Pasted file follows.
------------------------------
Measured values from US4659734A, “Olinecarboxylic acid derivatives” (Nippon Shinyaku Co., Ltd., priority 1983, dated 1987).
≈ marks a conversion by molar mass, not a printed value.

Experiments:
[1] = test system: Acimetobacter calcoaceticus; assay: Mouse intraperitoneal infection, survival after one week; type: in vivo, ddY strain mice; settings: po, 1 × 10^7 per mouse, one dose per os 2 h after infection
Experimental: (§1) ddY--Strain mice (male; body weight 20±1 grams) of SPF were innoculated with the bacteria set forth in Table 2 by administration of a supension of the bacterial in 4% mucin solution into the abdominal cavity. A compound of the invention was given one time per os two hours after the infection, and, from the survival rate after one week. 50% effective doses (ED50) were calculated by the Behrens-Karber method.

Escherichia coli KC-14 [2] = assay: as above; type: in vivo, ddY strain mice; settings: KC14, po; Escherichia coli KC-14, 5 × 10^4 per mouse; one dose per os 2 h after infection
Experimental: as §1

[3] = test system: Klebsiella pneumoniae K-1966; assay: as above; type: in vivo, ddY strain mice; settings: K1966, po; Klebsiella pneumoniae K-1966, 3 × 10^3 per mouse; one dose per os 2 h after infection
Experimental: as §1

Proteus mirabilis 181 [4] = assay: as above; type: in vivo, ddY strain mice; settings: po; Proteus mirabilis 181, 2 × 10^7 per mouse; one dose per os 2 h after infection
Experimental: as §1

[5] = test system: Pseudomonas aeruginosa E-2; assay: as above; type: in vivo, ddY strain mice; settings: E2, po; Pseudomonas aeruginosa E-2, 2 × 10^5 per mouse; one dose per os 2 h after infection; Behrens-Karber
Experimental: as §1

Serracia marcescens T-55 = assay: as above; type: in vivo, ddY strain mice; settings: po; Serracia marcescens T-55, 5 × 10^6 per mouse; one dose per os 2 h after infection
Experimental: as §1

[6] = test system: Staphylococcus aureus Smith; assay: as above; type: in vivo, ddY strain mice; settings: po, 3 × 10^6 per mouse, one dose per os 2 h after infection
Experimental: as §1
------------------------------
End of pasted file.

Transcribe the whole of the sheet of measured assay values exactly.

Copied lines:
Measured values from US4659734A, “Olinecarboxylic acid derivatives” (Nippon Shinyaku Co., Ltd., priority 1983, dated 1987).
≈ marks a conversion by molar mass, not a printed value.

Experiments:
[1] = test system: Acimetobacter calcoaceticus; assay: Mouse intraperitoneal infection, survival after one week; type: in vivo, ddY strain mice; settings: po, 1 × 10^7 per mouse, one dose per os 2 h after infection
Experimental: (§1) ddY--Strain mice (male; body weight 20±1 grams) of SPF were innoculated with the bacteria set forth in Table 2 by administration of a supension of the bacterial in 4% mucin solution into the abdominal cavity. A compound of the invention was given one time per os two hours after the infection, and, from the survival rate after one week. 50% effective doses (ED50) were calculated by the Behrens-Karber method.

Escherichia coli KC-14 [2] = assay: as above; type: in vivo, ddY strain mice; settings: KC14, po; Escherichia coli KC-14, 5 × 10^4 per mouse; one dose per os 2 h after infection
Experimental: as §1

[3] = test system: Klebsiella pneumoniae K-1966; assay: as above; type: in vivo, ddY strain mice; settings: K1966, po; Klebsiella pneumoniae K-1966, 3 × 10^3 per mouse; one dose per os 2 h after infection
Experimental: as §1

Proteus mirabilis 181 [4] = assay: as above; type: in vivo, ddY strain mice; settings: po; Proteus mirabilis 181, 2 × 10^7 per mouse; one dose per os 2 h after infection
Experimental: as §1

[5] = test system: Pseudomonas aeruginosa E-2; assay: as above; type: in vivo, ddY strain mice; settings: E2, po; Pseudomonas aeruginosa E-2, 2 × 10^5 per mouse; one dose per os 2 h after infection; Behrens-Karber
Experimental: as §1

Serracia marcescens T-55 = assay: as above; type: in vivo, ddY strain mice; settings: po; Serracia marcescens T-55, 5 × 10^6 per mouse; one dose per os 2 h after infection
Experimental: as §1

[6] = test system: Staphylococcus aureus Smith; assay: as above; type: in vivo, ddY strain mice; settings: po, 3 × 10^6 per mouse, one dose per os 2 h after infection
Experimental: as §1